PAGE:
Taking control of the remote

Taking control of the remote

Television is not a dark monster. It is not just a form of entertainment for children, but can also be a great source of education. Shubhadarshi Tripathy tells us how to set the TV rules at home.

Watching is aping; viewing is  becoming. Not entirely untrue, if one looks at the vast creed of home-alone adolescents brought up by working mothers or single parents. A great lot of time staying indoors with ‘Gosh I am so bored’ musings, in need of company, in want of something better, yet gaping mindlessly at that wide,              alluring LED screen gobbling up all  attention – a 24X7 juke-box, a den of       entertainment.

Entertainment, yes, that’s what television is meant to serve, in essence. And entertainment knows no rights, no wrongs. One ballistic action hero throwing off countless punches and giving it off, well, to a bunch of “bad fellows”; his mighty blows knocking off their teeth    depicts the sole call of justice that knows only to “even out the score” with the starkest possible revenge. May be, one eternal brave heart is seen dangerously hanging off the cliff to catch one bottle of softdrink to prove his “best of intentions” for his beloved, so on, and so forth. The so-called heroic instances are         myriad, running amuck on the screen, shaking those impressionable minds, quacking them, making them feel goose pimply all over!

Television, for all its good intent, can actually become a dubious company for your children. Explosions and bombs, lewd languages, aggression, violence, the list is endless. Often, the cheap and shoddy is hailed as entertainment and a whole lot of gory, inappropriate content is dished out, unequivocally.

The spunky, uppity generation is exposed to dramas that show abandoning all responsibilities in a brief moment of passion, or characters forever seen itching with lust for power and greed, are the norm. Heroes smoke cigars and drink bourbons, their ribald tongues often killing their enemies with words. So, are we not leaving a heavy carbon footprint in the bargain?

But television is not a dark monster. In fact, it is the best form of entertainment for most children. And moreover, it is not just entertaining but also educational. Television programs hold the key to opening up new arenas for children. These programs bring the world to your house and help children learn about the different cultures of the world. Kids are exposed to incredible ideas, which have the power of tapping their creativity and broadening their horizons. So, be careful to pick out the good from the bad of television viewing. Here are a few pointers:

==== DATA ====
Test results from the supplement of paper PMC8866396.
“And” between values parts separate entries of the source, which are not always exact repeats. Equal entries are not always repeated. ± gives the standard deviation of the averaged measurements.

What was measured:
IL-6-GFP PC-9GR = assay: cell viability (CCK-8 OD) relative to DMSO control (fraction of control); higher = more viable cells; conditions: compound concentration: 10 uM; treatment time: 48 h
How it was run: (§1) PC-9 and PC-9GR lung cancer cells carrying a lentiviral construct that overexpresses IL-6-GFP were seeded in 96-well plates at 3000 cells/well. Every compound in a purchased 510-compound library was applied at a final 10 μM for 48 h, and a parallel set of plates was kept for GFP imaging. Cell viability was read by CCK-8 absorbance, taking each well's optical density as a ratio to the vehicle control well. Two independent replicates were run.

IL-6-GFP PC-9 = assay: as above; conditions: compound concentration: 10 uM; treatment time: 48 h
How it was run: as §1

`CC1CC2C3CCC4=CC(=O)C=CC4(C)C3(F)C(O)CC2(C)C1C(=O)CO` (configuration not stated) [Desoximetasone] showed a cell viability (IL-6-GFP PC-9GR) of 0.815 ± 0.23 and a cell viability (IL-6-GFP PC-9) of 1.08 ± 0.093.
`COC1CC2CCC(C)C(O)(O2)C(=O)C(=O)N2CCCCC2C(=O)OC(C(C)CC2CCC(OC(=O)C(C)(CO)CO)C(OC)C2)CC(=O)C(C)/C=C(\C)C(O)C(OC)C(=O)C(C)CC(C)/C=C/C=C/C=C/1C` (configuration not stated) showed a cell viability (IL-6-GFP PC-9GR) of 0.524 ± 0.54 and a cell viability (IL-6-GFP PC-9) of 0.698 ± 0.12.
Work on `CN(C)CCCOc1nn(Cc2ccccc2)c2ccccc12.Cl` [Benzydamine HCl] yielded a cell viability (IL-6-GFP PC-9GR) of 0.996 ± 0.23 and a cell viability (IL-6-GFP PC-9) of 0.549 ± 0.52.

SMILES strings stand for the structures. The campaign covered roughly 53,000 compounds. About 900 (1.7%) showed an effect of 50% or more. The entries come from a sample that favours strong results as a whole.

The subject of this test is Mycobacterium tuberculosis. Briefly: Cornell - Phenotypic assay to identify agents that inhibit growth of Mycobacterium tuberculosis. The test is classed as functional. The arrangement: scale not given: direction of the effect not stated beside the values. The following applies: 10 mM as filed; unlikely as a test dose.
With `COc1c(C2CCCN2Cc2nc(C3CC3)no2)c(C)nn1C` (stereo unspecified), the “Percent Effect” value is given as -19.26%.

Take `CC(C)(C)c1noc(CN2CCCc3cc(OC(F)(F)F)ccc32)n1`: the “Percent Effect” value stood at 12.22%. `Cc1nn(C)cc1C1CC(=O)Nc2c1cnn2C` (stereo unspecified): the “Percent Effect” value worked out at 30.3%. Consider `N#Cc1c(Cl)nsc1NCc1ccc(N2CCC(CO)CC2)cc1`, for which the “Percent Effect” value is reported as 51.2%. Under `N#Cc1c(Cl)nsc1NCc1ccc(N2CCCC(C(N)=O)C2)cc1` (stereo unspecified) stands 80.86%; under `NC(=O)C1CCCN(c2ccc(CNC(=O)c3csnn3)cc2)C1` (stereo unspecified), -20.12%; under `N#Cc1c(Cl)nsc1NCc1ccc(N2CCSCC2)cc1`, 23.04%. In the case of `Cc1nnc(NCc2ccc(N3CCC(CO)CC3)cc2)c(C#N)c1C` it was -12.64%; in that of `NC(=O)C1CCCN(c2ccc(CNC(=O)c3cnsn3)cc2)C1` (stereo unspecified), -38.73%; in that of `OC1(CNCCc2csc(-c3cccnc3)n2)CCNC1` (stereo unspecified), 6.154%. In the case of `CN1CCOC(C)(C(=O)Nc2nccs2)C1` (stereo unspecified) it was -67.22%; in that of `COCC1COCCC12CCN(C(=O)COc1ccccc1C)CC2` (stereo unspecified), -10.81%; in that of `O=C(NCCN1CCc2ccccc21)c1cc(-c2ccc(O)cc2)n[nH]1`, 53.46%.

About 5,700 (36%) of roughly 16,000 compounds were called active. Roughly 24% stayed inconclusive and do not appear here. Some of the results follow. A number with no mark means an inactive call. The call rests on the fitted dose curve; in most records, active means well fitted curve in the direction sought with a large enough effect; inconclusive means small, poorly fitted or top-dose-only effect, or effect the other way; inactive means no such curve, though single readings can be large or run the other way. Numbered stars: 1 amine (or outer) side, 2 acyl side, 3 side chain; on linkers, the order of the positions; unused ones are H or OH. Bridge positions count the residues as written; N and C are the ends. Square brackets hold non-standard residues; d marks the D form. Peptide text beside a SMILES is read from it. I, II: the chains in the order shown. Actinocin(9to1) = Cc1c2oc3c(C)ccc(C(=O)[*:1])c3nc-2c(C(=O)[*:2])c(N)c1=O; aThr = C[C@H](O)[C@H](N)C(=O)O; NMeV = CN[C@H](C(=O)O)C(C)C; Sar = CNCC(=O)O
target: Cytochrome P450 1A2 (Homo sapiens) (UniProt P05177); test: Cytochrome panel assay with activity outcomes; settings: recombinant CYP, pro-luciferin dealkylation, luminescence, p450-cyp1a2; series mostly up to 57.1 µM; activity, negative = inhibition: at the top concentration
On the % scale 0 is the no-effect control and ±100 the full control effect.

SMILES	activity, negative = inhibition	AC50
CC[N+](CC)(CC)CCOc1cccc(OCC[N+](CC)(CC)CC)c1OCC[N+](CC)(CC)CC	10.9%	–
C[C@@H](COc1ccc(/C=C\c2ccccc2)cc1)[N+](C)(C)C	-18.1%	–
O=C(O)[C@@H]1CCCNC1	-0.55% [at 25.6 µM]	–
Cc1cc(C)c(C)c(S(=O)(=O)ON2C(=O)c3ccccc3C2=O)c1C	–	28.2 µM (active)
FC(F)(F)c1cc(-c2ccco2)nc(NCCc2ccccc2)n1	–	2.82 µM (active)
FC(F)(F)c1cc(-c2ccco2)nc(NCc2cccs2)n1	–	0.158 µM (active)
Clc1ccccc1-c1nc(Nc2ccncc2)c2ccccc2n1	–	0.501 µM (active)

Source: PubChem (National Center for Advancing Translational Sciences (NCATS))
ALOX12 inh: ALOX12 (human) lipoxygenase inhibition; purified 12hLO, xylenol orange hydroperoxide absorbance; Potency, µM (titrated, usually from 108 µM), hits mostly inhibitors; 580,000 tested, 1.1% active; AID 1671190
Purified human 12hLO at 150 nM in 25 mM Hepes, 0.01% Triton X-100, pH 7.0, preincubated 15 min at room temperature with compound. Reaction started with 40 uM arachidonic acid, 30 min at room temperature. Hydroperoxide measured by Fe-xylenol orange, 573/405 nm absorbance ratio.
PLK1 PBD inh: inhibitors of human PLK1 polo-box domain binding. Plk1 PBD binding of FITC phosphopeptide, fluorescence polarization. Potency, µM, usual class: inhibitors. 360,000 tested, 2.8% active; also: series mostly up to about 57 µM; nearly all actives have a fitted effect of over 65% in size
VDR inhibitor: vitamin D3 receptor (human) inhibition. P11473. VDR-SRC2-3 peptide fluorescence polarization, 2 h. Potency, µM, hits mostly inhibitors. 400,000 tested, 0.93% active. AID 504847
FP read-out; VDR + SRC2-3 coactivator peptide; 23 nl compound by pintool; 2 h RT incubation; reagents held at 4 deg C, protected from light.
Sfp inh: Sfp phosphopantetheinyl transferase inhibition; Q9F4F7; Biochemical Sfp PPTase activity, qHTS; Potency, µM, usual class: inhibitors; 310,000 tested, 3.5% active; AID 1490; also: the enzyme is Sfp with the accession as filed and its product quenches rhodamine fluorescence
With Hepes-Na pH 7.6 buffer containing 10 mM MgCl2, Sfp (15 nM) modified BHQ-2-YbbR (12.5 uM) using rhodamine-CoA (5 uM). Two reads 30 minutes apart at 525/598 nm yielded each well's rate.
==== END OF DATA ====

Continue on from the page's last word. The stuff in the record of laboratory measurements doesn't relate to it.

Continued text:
n Keep the TV off during family times: Watching the television while having
dinner is not just a bad habit, but it also leads to less conversation between the family members. Having all the members of the family in the house at the same time does not happen every day, so whenever it does, like on weekends,
ensure that the conversation is flowing endlessly. Television instantly kills
conversations and dialogues in the house.

n Set limits on TV viewing: Hours after hours of watching television will turn
anybody’s brain to pudding! Set a time limit to the number of hours your child can watch the idiot box. You can increase this limit on weekends, but on weekdays, make sure the limit is between 1 to 2 hours.

n Plan what your child wants to watch: Random TV viewing can never end,
unless the cable goes off or the TV breaks down, or the apocalypse happens. Plan what you want your child to watch, and switch off the TV once the program is over.
n Set an example: Only preaching will not help your cause with children. You need to practice what you preach. Cut down on your and the tube’s special time. Watch less TV and watch your child         follow suit.

n Watch TV with your child: There are some programs that offer a wide variety of ideas and topics of discussion. Use these programs to help your child
understand the world around him/her. Encourage the kid to avoid stereotyping people and having an open mind about other’s cultures and customs.
n Do not keep a TV set in your child’s room: Having a personal TV is not a good idea for a child. The child will most probably stay up late, watching shows. This could lead to disrupted sleeping patterns. Also, since you can’t monitor the shows your child is watching, it’s even riskier.

n Stay away from misleading adverts: If you are watching TV, you also watch
advertisements. Most often than not, ads do not give correct information, bending the truth in their favour to sell more products. Sit with your child and
enlighten him/her to not believe everything that the ad says.

n Invest in good DVDs for children: Select what you want your child to watch, and buy it. There is a plethora of rich and       informative content available in the      market. These shows will aid your child to do better, not just in school, but in his personal life, too.

n Avoid using TV as a reward or punishment tool: Most parents take away the child’s TV time as a way of punishing them. And they also let them watch more TV as a reward. This might lead the child to glorify the television and attach too much value to it. You don’t want your child following a new religion where TV is the god!

n Limit eating while watching TV: Munching food while watching television is a sure-shot way to gain weight. Manage what your child eats when s/he spends time sitting in front of the TV.

(The writer is the channel head of ZeeQ)

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